Patient-reported outcome measures in osteoarthritis: a systematic search and review of their use and psychometric properties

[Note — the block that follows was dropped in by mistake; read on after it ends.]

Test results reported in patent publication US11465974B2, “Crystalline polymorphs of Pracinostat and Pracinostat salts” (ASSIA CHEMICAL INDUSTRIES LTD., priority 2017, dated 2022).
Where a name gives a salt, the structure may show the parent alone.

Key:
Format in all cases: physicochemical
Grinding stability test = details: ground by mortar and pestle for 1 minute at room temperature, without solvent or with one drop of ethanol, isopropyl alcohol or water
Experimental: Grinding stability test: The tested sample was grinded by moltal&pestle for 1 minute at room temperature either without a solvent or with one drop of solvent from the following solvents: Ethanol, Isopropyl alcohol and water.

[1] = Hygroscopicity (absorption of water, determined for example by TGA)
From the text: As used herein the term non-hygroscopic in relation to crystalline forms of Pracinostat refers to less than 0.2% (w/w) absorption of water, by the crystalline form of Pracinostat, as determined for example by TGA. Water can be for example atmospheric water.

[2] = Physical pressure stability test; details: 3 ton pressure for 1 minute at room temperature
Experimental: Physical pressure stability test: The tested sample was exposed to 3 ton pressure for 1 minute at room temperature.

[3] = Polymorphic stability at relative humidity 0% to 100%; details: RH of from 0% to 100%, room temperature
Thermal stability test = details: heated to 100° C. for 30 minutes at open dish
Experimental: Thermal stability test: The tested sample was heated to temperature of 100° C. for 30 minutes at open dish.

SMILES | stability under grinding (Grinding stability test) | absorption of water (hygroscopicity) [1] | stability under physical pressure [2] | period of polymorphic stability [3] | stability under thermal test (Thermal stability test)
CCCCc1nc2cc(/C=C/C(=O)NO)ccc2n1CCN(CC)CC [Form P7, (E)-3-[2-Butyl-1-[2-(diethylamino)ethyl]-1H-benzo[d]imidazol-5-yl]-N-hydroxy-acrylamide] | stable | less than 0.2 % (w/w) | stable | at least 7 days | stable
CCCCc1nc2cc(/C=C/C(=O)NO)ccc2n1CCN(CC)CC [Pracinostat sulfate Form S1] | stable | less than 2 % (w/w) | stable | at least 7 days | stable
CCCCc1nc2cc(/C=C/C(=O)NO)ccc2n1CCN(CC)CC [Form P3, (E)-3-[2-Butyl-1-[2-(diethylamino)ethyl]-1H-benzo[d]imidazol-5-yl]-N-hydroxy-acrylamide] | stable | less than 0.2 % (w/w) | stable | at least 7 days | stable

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Introduction: Patient-reported outcome measures (PROM) or self-completed questionnaires have been used to report outcomes in osteoarthritis (OA) for over 35 years. Choices will always need to be made about what should be measured and, if relevant, what would be the most appropriate PROM to use. The current study aims to describe the available PROMs used in OA and their performance quality, so that informed choices can be made about the most appropriate PROM for a particular task. Methods: The study included a systematic search for PROMs that have been in use over 17 years (period 2000-2016), and to catalogue their psychometric properties, and to present the evidence in a user-friendly fashion. Results: 78 PROMs were identified with psychometric evidence available. The domains of pain, self-care, mobility and work dominated, whereas domains such as cleaning and laundry and leisure, together with psychological and contextual factors, were poorly served. The most frequently used PROMs included the Western Ontario McMaster Osteoarthritis Index, the Short Form 36 and the Knee Disability and Osteoarthritis Outcome Score which, between them, appeared in more than 4000 papers. Most domains had at least one PROM with the highest level of psychometric evidence. Conclusion: A broad range of PROMs are available for measuring OA outcomes. Some have good psychometric evidence, others not so. Some important psychological areas such as self-efficacy were poorly served. The study provides a current baseline for what is available, and identifies the shortfall in key domains if the full biopsychosocial model is to be explored.